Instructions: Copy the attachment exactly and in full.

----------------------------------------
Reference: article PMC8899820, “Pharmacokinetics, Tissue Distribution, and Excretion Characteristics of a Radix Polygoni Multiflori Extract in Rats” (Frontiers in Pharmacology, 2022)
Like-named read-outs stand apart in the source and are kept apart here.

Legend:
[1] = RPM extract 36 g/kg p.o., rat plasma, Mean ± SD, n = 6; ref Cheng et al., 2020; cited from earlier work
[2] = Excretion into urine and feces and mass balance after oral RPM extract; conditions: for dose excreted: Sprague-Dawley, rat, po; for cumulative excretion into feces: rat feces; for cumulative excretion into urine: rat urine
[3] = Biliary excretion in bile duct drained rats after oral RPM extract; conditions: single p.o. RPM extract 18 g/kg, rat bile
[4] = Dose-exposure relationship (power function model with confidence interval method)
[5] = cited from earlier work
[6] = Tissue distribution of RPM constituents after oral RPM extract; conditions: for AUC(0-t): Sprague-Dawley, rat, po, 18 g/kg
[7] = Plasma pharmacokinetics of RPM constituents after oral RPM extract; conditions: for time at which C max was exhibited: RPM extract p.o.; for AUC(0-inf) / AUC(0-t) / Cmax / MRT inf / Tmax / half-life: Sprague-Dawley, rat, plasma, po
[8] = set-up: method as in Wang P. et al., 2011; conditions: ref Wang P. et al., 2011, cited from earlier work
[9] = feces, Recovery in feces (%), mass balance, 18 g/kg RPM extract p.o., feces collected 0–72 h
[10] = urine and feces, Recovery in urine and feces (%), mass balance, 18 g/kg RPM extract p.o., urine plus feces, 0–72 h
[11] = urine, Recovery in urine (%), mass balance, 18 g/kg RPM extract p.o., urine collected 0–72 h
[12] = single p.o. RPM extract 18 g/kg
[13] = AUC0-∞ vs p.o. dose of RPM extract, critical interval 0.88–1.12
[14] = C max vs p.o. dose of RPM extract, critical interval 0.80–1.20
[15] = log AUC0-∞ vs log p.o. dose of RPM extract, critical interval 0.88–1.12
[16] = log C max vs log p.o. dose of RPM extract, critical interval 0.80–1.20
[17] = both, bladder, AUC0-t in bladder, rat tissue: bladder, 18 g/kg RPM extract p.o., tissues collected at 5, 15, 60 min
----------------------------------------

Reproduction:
Reference: article PMC8899820, “Pharmacokinetics, Tissue Distribution, and Excretion Characteristics of a Radix Polygoni Multiflori Extract in Rats” (Frontiers in Pharmacology, 2022)
Like-named read-outs stand apart in the source and are kept apart here.

Legend:
[1] = RPM extract 36 g/kg p.o., rat plasma, Mean ± SD, n = 6; ref Cheng et al., 2020; cited from earlier work
[2] = Excretion into urine and feces and mass balance after oral RPM extract; conditions: for dose excreted: Sprague-Dawley, rat, po; for cumulative excretion into feces: rat feces; for cumulative excretion into urine: rat urine
[3] = Biliary excretion in bile duct drained rats after oral RPM extract; conditions: single p.o. RPM extract 18 g/kg, rat bile
[4] = Dose-exposure relationship (power function model with confidence interval method)
[5] = cited from earlier work
[6] = Tissue distribution of RPM constituents after oral RPM extract; conditions: for AUC(0-t): Sprague-Dawley, rat, po, 18 g/kg
[7] = Plasma pharmacokinetics of RPM constituents after oral RPM extract; conditions: for time at which C max was exhibited: RPM extract p.o.; for AUC(0-inf) / AUC(0-t) / Cmax / MRT inf / Tmax / half-life: Sprague-Dawley, rat, plasma, po
[8] = set-up: method as in Wang P. et al., 2011; conditions: ref Wang P. et al., 2011, cited from earlier work
[9] = feces, Recovery in feces (%), mass balance, 18 g/kg RPM extract p.o., feces collected 0–72 h
[10] = urine and feces, Recovery in urine and feces (%), mass balance, 18 g/kg RPM extract p.o., urine plus feces, 0–72 h
[11] = urine, Recovery in urine (%), mass balance, 18 g/kg RPM extract p.o., urine collected 0–72 h
[12] = single p.o. RPM extract 18 g/kg
[13] = AUC0-∞ vs p.o. dose of RPM extract, critical interval 0.88–1.12
[14] = C max vs p.o. dose of RPM extract, critical interval 0.80–1.20
[15] = log AUC0-∞ vs log p.o. dose of RPM extract, critical interval 0.88–1.12
[16] = log C max vs log p.o. dose of RPM extract, critical interval 0.80–1.20
[17] = both, bladder, AUC0-t in bladder, rat tissue: bladder, 18 g/kg RPM extract p.o., tissues collected at 5, 15, 60 min